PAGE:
TORONTO - Lawyers for two parents convicted in what's been called one of the worst cases of child abuse in Canadian history say they have fresh evidence in an 11-year-old case that "strongly undermines" a conclusion of second-degree murder.
When seven-year-old Randal Dooley died in September 1998 an autopsy on his emaciated, 40-pound body found a tapestry of scars and bruises, 13 broken ribs, a lacerated liver and a tooth in his stomach.
His father, Tony Dooley, and stepmother, Marcia Dooley, were convicted in 2002 of second-degree murder. They are each appealing their convictions and asking Ontario's Court of Appeal for new trials. Marcia Dooley is appealing her sentence as well.
The pair was sentenced to life in prison. Parole eligibility for Marcia Dooley, who was characterized at trial as the primary abuser, was set at 18 years. Tony Dooley was to be eligible for parole after 13 years.
Two experts who testified at trial - Dr. Robin Humphreys and the now discredited Dr. Charles Smith - concluded Randal died of a recent subdural hematoma likely caused by "violent" shaking, blunt impact, or a combination.
Lawyers for both the Dooleys have filed a fresh evidence application, and are expected to present it orally Tuesday. Neuropathologist Dr. David Ramsay has examined Randal's case and made several conclusions, the document says.
Ramsay concluded the injury may not have been fatal, there is no reliable data on how much force is required to cause that injury, there are reasons to be skeptical of the shaking conclusion and a fall from a bunk bed could have been fatal. That was an explanation the Dooleys put forward for how Randal died.
"The cumulative effect of these opinions strongly undermines both the conclusion that the principal offender who assaulted Randal had the requisite intent for second-degree murder and that Tony Dooley was the principal offender," the defence's court filings say.
Marcia Dooley was portrayed at trial as the primary abuser but Smith had concluded the shaking was probably done by a man.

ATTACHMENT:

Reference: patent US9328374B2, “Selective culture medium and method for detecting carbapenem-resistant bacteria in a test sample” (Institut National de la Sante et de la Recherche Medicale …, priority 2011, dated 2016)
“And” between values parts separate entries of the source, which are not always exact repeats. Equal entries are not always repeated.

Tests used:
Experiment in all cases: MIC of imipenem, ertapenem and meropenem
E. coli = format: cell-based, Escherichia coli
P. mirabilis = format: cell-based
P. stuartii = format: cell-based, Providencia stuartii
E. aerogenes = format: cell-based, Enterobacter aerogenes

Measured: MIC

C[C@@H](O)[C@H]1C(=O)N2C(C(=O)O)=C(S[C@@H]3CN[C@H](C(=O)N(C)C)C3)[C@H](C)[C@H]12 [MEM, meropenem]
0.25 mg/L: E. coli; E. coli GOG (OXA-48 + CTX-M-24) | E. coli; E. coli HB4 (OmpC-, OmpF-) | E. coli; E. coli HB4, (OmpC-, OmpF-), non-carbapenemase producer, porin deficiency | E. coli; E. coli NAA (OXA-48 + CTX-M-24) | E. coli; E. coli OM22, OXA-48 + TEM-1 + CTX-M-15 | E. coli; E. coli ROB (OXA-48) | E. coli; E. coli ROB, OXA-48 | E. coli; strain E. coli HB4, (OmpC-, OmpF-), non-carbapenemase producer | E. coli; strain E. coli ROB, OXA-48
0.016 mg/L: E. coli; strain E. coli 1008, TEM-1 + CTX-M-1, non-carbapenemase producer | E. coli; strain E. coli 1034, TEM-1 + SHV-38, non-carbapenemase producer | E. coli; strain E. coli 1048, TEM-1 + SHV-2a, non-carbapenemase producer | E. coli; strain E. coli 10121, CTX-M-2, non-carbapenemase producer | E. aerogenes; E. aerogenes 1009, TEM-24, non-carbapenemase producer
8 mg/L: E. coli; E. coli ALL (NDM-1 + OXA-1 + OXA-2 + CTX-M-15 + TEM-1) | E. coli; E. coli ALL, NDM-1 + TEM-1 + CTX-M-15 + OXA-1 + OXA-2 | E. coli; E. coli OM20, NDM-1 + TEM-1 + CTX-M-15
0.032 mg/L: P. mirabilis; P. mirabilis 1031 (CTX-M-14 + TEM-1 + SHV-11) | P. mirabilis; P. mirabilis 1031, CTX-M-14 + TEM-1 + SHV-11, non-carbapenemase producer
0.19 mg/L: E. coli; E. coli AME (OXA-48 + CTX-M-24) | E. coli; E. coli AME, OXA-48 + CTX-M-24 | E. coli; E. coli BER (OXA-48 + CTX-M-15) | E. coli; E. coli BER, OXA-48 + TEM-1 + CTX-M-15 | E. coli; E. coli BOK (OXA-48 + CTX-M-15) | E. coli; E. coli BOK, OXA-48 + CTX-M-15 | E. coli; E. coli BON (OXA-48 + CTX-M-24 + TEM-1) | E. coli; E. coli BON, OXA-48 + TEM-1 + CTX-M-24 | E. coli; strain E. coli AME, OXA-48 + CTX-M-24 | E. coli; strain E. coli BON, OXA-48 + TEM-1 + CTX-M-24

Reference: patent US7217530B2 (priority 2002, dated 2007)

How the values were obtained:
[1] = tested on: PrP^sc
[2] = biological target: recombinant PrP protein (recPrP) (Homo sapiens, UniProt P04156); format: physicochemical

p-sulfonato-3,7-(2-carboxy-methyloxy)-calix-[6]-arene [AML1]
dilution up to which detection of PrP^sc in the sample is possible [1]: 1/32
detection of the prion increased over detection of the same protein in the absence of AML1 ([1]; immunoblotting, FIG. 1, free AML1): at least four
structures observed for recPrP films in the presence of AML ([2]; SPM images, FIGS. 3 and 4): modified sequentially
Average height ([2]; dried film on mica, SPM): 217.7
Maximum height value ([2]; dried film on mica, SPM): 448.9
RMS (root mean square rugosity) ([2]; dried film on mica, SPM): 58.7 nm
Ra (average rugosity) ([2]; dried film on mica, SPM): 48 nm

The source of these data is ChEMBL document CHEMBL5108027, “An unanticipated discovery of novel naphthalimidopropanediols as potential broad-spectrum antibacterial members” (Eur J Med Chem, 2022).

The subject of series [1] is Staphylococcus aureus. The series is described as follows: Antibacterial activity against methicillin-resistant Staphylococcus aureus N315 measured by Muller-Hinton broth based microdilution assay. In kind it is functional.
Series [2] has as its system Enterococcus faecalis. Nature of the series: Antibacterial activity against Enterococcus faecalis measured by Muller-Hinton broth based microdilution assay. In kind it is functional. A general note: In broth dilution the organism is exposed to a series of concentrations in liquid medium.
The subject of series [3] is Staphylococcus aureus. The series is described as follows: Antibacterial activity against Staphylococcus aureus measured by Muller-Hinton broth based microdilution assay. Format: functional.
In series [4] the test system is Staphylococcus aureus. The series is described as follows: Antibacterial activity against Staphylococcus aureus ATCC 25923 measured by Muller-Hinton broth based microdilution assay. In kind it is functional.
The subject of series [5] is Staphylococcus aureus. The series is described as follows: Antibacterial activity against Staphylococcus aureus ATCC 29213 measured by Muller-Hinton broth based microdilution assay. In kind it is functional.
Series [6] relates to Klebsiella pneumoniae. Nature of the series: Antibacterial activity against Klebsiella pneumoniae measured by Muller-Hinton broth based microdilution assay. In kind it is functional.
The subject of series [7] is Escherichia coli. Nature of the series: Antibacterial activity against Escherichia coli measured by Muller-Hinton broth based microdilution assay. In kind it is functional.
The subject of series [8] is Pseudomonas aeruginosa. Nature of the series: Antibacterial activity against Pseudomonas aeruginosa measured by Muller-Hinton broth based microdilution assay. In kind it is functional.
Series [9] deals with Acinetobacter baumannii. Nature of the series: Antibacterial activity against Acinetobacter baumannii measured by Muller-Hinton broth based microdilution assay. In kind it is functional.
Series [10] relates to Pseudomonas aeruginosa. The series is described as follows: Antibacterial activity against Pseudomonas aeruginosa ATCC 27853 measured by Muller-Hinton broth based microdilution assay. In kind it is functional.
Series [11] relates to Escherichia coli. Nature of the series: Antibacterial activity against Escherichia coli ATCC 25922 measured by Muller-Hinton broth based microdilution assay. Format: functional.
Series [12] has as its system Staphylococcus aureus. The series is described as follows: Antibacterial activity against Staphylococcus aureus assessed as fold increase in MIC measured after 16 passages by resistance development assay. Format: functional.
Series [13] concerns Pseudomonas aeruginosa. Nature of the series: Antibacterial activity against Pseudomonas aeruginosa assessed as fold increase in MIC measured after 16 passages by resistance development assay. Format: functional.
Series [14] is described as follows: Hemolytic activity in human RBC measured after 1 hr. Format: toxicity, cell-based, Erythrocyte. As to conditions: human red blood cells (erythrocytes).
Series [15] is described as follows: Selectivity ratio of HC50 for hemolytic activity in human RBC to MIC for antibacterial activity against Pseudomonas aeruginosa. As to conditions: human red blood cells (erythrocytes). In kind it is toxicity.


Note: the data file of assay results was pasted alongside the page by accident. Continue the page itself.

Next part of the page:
It has been seven years since the convictions, an abnormal delay blamed on court personnel issues. A court reporter had a nervous breakdown and stopped producing transcripts, which are needed when filing appeals, lawyer Clayton Ruby said.
Marcia Dooley's lawyer, Marie Henein, and Tony Dooley's lawyer, Ruby - both very high-profile defence counsel - each put forward several grounds for appeal, which largely focused on the judge's charge to the jury.
Ontario Superior Court Justice Eugene Ewaschuk did not give the jurors enough guidance on how to properly consider evidence of prior abuse, Henein said.
"They can be forgiven for thinking, 'These are bad people. They should be punished and who cares?"' Henein said. "They were left largely at sea."
Tony Dooley should get a new trial because the emotional language used by the judge was inflammatory and swayed jurors, Ruby argued.
"This was a tragic and highly emotional case that was widely publicized up to and throughout the trial," Ruby told the Appeal Court.
"The opportunities for hatred and disgust at these two black accused persons in the public mind were numerous."
Characterizations made by Ewaschuk at trial, including the repeated use of the phrase "poor, pitiful Randal," undermined the jury's ability to assess the case in a "dispassionate framework," Ruby said.
Ruby also told the court the trial judge's charge to the jury on the question of aiding and abetting was "confusing and inadequate."
Evidence "strongly suggests" Tony Dooley was not present at the time of the fatal blow, Ruby said. He said he couldn't find any other case in which a person found to have aided and abetted through inaction was convicted without being present at the time of the offence.
"If I am right in that, there should be an acquittal," Ruby said. Henein also took issue with statements Marcia Dooley allegedly made to her sister, who then told two others. Her sister didn't testify to them but the two other people said at trial that Marcia Dooley had said she broke Randal's arm by putting her foot in his back and wrenching it, she made him eat his vomit and threw him into a door.
Marcia Dooley is also appealing her sentence because of the disparity between the couple's parole eligibility lengths.
The court is scheduled to hear arguments on the appeal through Thursday.